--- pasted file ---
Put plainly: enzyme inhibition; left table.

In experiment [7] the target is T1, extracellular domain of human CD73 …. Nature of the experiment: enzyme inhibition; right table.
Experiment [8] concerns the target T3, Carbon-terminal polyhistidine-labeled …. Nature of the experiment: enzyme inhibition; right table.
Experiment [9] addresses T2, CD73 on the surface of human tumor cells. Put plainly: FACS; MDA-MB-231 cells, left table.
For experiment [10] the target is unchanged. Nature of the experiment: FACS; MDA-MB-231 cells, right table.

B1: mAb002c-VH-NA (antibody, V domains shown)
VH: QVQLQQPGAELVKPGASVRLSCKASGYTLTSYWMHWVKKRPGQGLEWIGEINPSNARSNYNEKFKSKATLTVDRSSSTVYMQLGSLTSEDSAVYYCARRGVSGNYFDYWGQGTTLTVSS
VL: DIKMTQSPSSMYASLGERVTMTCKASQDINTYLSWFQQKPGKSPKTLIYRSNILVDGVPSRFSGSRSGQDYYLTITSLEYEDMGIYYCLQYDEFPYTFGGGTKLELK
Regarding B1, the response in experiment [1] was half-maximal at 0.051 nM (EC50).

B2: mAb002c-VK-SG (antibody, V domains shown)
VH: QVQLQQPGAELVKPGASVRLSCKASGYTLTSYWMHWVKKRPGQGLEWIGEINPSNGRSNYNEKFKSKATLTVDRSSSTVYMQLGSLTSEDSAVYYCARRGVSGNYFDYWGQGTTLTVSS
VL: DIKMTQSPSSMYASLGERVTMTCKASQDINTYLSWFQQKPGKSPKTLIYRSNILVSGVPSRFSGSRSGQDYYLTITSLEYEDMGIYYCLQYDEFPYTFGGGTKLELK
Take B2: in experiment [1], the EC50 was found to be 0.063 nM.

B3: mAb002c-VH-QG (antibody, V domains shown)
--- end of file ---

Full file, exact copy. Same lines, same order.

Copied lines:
Put plainly: enzyme inhibition; left table.

In experiment [7] the target is T1, extracellular domain of human CD73 …. Nature of the experiment: enzyme inhibition; right table.
Experiment [8] concerns the target T3, Carbon-terminal polyhistidine-labeled …. Nature of the experiment: enzyme inhibition; right table.
Experiment [9] addresses T2, CD73 on the surface of human tumor cells. Put plainly: FACS; MDA-MB-231 cells, left table.
For experiment [10] the target is unchanged. Nature of the experiment: FACS; MDA-MB-231 cells, right table.

B1: mAb002c-VH-NA (antibody, V domains shown)
VH: QVQLQQPGAELVKPGASVRLSCKASGYTLTSYWMHWVKKRPGQGLEWIGEINPSNARSNYNEKFKSKATLTVDRSSSTVYMQLGSLTSEDSAVYYCARRGVSGNYFDYWGQGTTLTVSS
VL: DIKMTQSPSSMYASLGERVTMTCKASQDINTYLSWFQQKPGKSPKTLIYRSNILVDGVPSRFSGSRSGQDYYLTITSLEYEDMGIYYCLQYDEFPYTFGGGTKLELK
Regarding B1, the response in experiment [1] was half-maximal at 0.051 nM (EC50).

B2: mAb002c-VK-SG (antibody, V domains shown)
VH: QVQLQQPGAELVKPGASVRLSCKASGYTLTSYWMHWVKKRPGQGLEWIGEINPSNGRSNYNEKFKSKATLTVDRSSSTVYMQLGSLTSEDSAVYYCARRGVSGNYFDYWGQGTTLTVSS
VL: DIKMTQSPSSMYASLGERVTMTCKASQDINTYLSWFQQKPGKSPKTLIYRSNILVSGVPSRFSGSRSGQDYYLTITSLEYEDMGIYYCLQYDEFPYTFGGGTKLELK
Take B2: in experiment [1], the EC50 was found to be 0.063 nM.

B3: mAb002c-VH-QG (antibody, V domains shown)